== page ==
I am currently reading my way through a long list of science fiction and fantasy titles. (http://www.npr.org/2011/08/07/138938145/science-fiction-and-fantasy-finalists if you are interested in the list).
Atticus’s apprentice Granuaile is at last a full Druid herself. What’s more, Atticus has defrosted an archdruid long ago frozen in time, a father figure (of sorts) who now goes by the modern equivalent of his old Irish name: Owen Kennedy.
And Owen has some catching up to do.
Atticus takes pleasure in the role reversal, as the student is now the teacher. Between busting Atticus’s chops and trying to fathom a cell phone, Owen must also learn English. For Atticus, the jury’s still out on whether the wily old coot will be an asset in the epic battle with Norse god Loki—or merely a pain in the arse.
But Atticus isn’t the only one with daddy issues. Granuaile faces a great challenge: to exorcise a sorcerer’s spirit that is possessing her father in India. Even with the help of the witch Laksha, Granuaile may be facing a crushing defeat.
As the trio of Druids deals with pestilence-spreading demons, bacon-loving yeti, fierce flying foxes, and frenzied Fae, they’re hoping that this time, three’s a charm.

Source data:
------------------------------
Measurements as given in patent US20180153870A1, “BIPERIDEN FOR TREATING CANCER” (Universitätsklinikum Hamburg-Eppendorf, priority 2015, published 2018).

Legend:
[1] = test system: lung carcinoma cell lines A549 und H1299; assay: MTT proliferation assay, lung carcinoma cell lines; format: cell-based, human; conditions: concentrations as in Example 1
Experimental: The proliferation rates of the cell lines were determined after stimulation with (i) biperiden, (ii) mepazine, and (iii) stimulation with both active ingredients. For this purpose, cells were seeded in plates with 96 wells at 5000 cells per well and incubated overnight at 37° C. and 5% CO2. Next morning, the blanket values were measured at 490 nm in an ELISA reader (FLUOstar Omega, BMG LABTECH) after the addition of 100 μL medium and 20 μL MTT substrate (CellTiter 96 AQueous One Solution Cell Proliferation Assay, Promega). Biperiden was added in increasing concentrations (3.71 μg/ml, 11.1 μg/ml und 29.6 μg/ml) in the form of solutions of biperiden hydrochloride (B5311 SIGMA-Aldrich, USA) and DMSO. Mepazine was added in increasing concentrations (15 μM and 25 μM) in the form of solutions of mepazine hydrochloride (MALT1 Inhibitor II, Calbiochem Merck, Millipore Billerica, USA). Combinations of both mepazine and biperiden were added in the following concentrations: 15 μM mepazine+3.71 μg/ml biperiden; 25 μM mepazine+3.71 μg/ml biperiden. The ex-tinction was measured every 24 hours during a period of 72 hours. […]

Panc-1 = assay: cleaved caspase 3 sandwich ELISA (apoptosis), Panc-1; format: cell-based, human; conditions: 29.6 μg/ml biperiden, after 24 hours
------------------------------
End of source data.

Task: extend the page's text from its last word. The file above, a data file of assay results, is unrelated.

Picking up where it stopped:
***2017 Summer Lovin’ Reading List***
Best volume of this series so far!!!
I really liked the alternating chapters between Atticus, Granuaile, and Owen. This structure shows, better than any telling, that Atticus has severely underestimated both his partner Granuaile and his archdruid, Owen.
Granuaile gets to adventure on her own, while Atticus and Owen manage to get each other into trouble. Oberon and Orleith are fabulous hound sidekicks. Owen shows that he’s not just a cranky old coot, he’s still got good instincts, even if English isn’t the ideal language to express them in.
I’m getting a bit tired of the ‘dog-pile of gods on Atticus’ plot. Sure, he’s been annoying, but really has anything that he’s done warranted the amount of ill-will that is being expended on him? At least in this book we are back to dealing mostly with the Irish pantheon, which makes sense, but I am really tired of the Loki/Ragnarock plot line which keeps dragging along through so many books now. Says the woman who usually loves the Norse gods in fiction.
Owen steals the show, being completely unfamiliar with 21st century society and providing hilarious perspectives on it, while still showing that human nature hasn’t changed a bit! I used to read this series strictly for Oberon, but he has some competition now!